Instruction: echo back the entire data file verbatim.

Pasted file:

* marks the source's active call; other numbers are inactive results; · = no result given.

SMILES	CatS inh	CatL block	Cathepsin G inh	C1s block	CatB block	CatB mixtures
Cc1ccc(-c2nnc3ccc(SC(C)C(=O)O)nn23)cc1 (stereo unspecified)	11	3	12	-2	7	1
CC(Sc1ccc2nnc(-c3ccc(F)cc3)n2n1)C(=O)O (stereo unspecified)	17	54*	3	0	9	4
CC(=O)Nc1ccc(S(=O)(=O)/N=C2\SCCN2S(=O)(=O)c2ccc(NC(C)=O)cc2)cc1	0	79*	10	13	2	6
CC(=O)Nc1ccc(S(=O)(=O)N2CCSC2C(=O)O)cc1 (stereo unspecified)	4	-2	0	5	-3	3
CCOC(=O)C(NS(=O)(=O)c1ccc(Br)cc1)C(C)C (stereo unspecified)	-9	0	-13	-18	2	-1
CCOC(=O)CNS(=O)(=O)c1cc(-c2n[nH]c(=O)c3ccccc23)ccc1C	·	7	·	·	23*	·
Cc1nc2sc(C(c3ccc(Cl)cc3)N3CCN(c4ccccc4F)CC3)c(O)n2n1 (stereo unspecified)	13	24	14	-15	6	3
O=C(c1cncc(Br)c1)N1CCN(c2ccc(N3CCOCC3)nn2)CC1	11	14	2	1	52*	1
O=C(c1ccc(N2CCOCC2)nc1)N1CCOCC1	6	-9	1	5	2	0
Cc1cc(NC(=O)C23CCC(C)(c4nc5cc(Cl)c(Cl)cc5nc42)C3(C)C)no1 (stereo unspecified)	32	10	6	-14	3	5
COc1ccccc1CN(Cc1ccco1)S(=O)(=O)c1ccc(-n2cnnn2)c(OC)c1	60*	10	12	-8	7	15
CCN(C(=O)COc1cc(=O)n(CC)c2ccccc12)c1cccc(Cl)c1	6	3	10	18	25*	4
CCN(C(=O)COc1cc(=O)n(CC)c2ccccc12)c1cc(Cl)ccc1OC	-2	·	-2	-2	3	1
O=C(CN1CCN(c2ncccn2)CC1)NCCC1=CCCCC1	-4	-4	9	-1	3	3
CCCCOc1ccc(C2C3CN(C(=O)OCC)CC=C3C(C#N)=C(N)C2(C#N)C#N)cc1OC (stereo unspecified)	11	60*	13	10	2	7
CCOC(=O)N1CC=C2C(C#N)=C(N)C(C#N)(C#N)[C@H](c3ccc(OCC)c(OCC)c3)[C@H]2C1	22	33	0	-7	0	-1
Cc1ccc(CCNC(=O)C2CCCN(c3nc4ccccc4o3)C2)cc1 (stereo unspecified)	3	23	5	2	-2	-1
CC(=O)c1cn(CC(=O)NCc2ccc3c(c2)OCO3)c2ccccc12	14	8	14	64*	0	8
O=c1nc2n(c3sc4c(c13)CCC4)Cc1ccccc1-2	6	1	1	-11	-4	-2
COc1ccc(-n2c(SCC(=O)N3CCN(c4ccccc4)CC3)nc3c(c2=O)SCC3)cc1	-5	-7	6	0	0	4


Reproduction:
* marks the source's active call; other numbers are inactive results; · = no result given.

SMILES	CatS inh	CatL block	Cathepsin G inh	C1s block	CatB block	CatB mixtures
Cc1ccc(-c2nnc3ccc(SC(C)C(=O)O)nn23)cc1 (stereo unspecified)	11	3	12	-2	7	1
CC(Sc1ccc2nnc(-c3ccc(F)cc3)n2n1)C(=O)O (stereo unspecified)	17	54*	3	0	9	4
CC(=O)Nc1ccc(S(=O)(=O)/N=C2\SCCN2S(=O)(=O)c2ccc(NC(C)=O)cc2)cc1	0	79*	10	13	2	6
CC(=O)Nc1ccc(S(=O)(=O)N2CCSC2C(=O)O)cc1 (stereo unspecified)	4	-2	0	5	-3	3
CCOC(=O)C(NS(=O)(=O)c1ccc(Br)cc1)C(C)C (stereo unspecified)	-9	0	-13	-18	2	-1
CCOC(=O)CNS(=O)(=O)c1cc(-c2n[nH]c(=O)c3ccccc23)ccc1C	·	7	·	·	23*	·
Cc1nc2sc(C(c3ccc(Cl)cc3)N3CCN(c4ccccc4F)CC3)c(O)n2n1 (stereo unspecified)	13	24	14	-15	6	3
O=C(c1cncc(Br)c1)N1CCN(c2ccc(N3CCOCC3)nn2)CC1	11	14	2	1	52*	1
O=C(c1ccc(N2CCOCC2)nc1)N1CCOCC1	6	-9	1	5	2	0
Cc1cc(NC(=O)C23CCC(C)(c4nc5cc(Cl)c(Cl)cc5nc42)C3(C)C)no1 (stereo unspecified)	32	10	6	-14	3	5
COc1ccccc1CN(Cc1ccco1)S(=O)(=O)c1ccc(-n2cnnn2)c(OC)c1	60*	10	12	-8	7	15
CCN(C(=O)COc1cc(=O)n(CC)c2ccccc12)c1cccc(Cl)c1	6	3	10	18	25*	4
CCN(C(=O)COc1cc(=O)n(CC)c2ccccc12)c1cc(Cl)ccc1OC	-2	·	-2	-2	3	1
O=C(CN1CCN(c2ncccn2)CC1)NCCC1=CCCCC1	-4	-4	9	-1	3	3
CCCCOc1ccc(C2C3CN(C(=O)OCC)CC=C3C(C#N)=C(N)C2(C#N)C#N)cc1OC (stereo unspecified)	11	60*	13	10	2	7
CCOC(=O)N1CC=C2C(C#N)=C(N)C(C#N)(C#N)[C@H](c3ccc(OCC)c(OCC)c3)[C@H]2C1	22	33	0	-7	0	-1
Cc1ccc(CCNC(=O)C2CCCN(c3nc4ccccc4o3)C2)cc1 (stereo unspecified)	3	23	5	2	-2	-1
CC(=O)c1cn(CC(=O)NCc2ccc3c(c2)OCO3)c2ccccc12	14	8	14	64*	0	8
O=c1nc2n(c3sc4c(c13)CCC4)Cc1ccccc1-2	6	1	1	-11	-4	-2
COc1ccc(-n2c(SCC(=O)N3CCN(c4ccccc4)CC3)nc3c(c2=O)SCC3)cc1	-5	-7	6	0	0	4